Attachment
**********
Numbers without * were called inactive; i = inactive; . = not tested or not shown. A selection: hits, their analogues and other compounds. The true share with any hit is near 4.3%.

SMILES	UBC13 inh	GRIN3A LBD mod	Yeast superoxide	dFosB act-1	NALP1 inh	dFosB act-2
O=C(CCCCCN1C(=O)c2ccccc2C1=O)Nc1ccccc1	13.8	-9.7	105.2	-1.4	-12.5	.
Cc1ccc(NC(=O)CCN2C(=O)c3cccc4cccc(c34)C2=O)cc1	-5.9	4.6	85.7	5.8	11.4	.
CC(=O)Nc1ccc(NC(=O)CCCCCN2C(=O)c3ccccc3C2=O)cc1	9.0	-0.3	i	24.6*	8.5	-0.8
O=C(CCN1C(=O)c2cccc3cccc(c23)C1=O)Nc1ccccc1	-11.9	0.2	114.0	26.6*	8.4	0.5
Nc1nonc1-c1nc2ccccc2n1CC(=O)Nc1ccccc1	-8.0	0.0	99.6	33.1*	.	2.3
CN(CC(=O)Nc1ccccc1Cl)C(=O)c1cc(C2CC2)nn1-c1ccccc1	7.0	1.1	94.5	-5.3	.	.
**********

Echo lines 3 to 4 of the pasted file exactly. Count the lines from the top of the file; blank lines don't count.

O=C(CCCCCN1C(=O)c2ccccc2C1=O)Nc1ccccc1	13.8	-9.7	105.2	-1.4	-12.5	.
Cc1ccc(NC(=O)CCN2C(=O)c3cccc4cccc(c34)C2=O)cc1	-5.9	4.6	85.7	5.8	11.4	.